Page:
Cumbersome technical assumptions (e.g., mixing properties) are used in the literature to prove Central Limit Theorems for dependent sequences. I sketched a proof that does not require any of these technical assumptions. Can you help me figure out what is wrong with this proof? The proof is at: http://www.statlect.com/central_limit_theorem_for_correlated_sequences.htm. Thanks in advance to all those who will be so generous and patient to read it.

  • $\begingroup$ One thing that is not explicitly stated is that $V$ needs to be finite, so you would have to impose some sort of conditions on the covariance structure. This is usually what those "technical conditions" are doing, making sure that the variance doesn't get "too big" $\endgroup$ May 1, 2011 at 14:14
  • $\begingroup$ @user4422, hand-waving is good, but I did not see any proof. All the technical details usually come up, after you start to write rigorous proof. As the text stands now it is just an idea or strategy of proof, not a proof. The 2 things which stand out is the first claim that omiting some elements changes nothing, another thing is the claim that the remaining sequence is iid, it is not and assymptotic closeness to iid does not immediately allows application of CLT for iid variables. $\endgroup$
    – mpiktas
    May 1, 2011 at 14:38
  • $\begingroup$ OK. Right, we must ensure that V stays finite. Is there any counter-example where V goes to infinity for a stationary ergodic process? $\endgroup$
    – user4422
    May 1, 2011 at 15:50
  • $\begingroup$ The link does not seem to work properly any more. Equations are not displayed so it is not possible to follow the proof. Would it be possible to post the proof here instead of a separate website? $\endgroup$
    – Cm7F7Bb
    Aug 16, 2022 at 11:37

1 Answer 1


Additional conditions are needed. (A near-proof of this fact is that many incredibly smart individuals have been thinking deeply about these issues for over 100 years. It is highly unlikely that something like this would have escaped all of them.)

First of all, note that the formula for $V$ that you give is part of the conclusion of the associated central limit theorem. See, for example, Theorem 7.6 on pages 416–417 of R. Durrett, Probability: Theory and Examples, 3rd. ed., which based on your link, you appear to have access to.

At any rate, here is a simple counterexample to your claim.

Let $X_0$ equal $+1$ with probability $1/2$ and $-1$ with probability $1/2$. Define $X_n = (-1)^n X_0$. Then $\{X_n\}$ is a stationary ergodic process with mean 0 and variance 1, but the Central Limit Theorem fails.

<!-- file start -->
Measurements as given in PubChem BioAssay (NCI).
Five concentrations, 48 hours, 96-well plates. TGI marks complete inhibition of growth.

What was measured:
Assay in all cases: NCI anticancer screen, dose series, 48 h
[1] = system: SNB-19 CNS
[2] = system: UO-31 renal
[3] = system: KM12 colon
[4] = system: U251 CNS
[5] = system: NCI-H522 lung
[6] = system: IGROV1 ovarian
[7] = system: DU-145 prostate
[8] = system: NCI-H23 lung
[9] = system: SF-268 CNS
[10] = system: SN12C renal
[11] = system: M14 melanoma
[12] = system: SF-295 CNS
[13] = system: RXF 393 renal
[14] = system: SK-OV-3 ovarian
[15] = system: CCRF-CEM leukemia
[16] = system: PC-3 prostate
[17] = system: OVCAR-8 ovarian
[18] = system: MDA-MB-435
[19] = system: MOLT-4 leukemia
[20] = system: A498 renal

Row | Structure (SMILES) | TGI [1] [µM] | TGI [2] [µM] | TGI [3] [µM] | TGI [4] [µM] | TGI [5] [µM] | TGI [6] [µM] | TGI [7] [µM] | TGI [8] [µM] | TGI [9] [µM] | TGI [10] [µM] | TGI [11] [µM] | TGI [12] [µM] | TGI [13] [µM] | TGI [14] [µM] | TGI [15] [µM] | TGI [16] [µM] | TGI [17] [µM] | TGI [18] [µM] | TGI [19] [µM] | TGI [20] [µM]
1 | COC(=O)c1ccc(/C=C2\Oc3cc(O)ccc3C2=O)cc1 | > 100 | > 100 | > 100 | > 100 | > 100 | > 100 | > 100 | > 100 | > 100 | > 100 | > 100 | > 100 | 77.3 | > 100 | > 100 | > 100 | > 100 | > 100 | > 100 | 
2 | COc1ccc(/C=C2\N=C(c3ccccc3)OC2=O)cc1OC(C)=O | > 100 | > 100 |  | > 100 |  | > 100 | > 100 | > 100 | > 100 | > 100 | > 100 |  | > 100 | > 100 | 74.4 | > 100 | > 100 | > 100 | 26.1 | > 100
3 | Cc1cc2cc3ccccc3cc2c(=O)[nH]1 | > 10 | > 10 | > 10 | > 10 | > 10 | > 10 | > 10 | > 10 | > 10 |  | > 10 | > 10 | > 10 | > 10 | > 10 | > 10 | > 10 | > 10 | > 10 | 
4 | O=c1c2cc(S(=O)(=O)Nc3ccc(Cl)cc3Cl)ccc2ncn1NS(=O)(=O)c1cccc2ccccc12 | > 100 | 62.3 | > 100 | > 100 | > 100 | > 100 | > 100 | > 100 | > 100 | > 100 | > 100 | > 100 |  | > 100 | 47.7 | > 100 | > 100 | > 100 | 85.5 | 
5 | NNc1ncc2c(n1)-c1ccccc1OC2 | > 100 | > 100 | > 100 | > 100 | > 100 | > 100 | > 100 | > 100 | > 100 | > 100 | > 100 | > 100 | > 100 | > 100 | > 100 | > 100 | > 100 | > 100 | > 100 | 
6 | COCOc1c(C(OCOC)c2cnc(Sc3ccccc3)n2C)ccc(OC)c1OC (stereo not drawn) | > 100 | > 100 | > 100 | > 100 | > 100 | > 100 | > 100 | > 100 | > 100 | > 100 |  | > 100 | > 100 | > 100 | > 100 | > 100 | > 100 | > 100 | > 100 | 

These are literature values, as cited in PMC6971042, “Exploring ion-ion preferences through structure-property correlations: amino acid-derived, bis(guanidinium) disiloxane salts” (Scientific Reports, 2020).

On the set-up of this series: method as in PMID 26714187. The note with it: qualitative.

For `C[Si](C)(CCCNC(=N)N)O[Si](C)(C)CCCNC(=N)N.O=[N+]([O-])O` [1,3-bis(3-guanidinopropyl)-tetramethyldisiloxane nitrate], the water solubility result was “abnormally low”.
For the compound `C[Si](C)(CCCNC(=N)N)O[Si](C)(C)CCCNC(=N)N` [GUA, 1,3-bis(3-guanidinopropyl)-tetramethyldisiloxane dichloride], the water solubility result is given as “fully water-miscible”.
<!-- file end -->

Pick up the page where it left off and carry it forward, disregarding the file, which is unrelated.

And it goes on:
The properties of stationarity and ergodicity should be pretty easy to see as we can construct this process by defining a function over the states of a two-state Markov chain with stationary probability measure $\pi(x) = 1/2$ for $x \in \{0,1\}$.

Observe that this process yields a sequence of the form $-X_0, X_0, -X_0, \ldots$ and so

  1. Even without appealing to any notions about ergodicity, it is easy to see that $\newcommand{\e}{\mathbb{E}}\bar{X}_n \to \e X_0 = 0$ almost surely, and,
  2. $\newcommand{\Var}{\mathbb{V}\mathrm{ar}}\Var(S_n) = 0$ if $n$ is even and $1$ if $n$ is odd.

This already is enough to conclude that there is no way that any rescaling of $S_n$ can make it converge in distribution to a normal random variable. In fact, for every function $f$ such that $f(n) \to \infty$, $S_n / f(n) \to 0$ almost surely no matter how slowly $f$ diverges.

Note also that this example should make it clear that the formula for $V$ is a conclusion of the theorem. Indeed, for the example above, $$ V_n = 1 + 2 \sum_{i = 1}^n \e X_0 X_i = \left\{ \begin{array}{rl} -1, & n \text{ odd}, \\ 1, & n \text{ even}, \end{array} \right. $$ which, of course, (a) makes no sense as a variance, (b) does not have a limit, and (c) is not asymptotically equivalent to $\Var(S_n)$. (NB: I use a slightly different form for $V_n$ than you do where mine matches that given in Durrett.)

  • $\begingroup$ First of all thanks for your long and careful answer, I really appreciate that. As for the example, it is very interesting, but I am struggling to understand why the process is ergodic: the notion of ergodicity I have in mind, coupled with stationarity, implies strong mixing, i.e. asymptotic independence of the terms of the sequence, which in this example seem perfectly dependent. $\endgroup$
    – user4422
    May 1, 2011 at 22:56
  • $\begingroup$ Sorry, I was wrong again. Mixing is stronger. Then it might be ergodic even if it's not mixing. $\endgroup$
    – user4422
    May 1, 2011 at 23:05
  • $\begingroup$ OK. Now I understood why it is ergodic. Trivially all shift invariant subsets have either probability zero or one. $\endgroup$
    – user4422
    May 1, 2011 at 23:33

Your Answer

By clicking “Post Your Answer”, you agree to our terms of service and acknowledge you have read our privacy policy.

Not the answer you're looking for? Browse other questions tagged or ask your own question.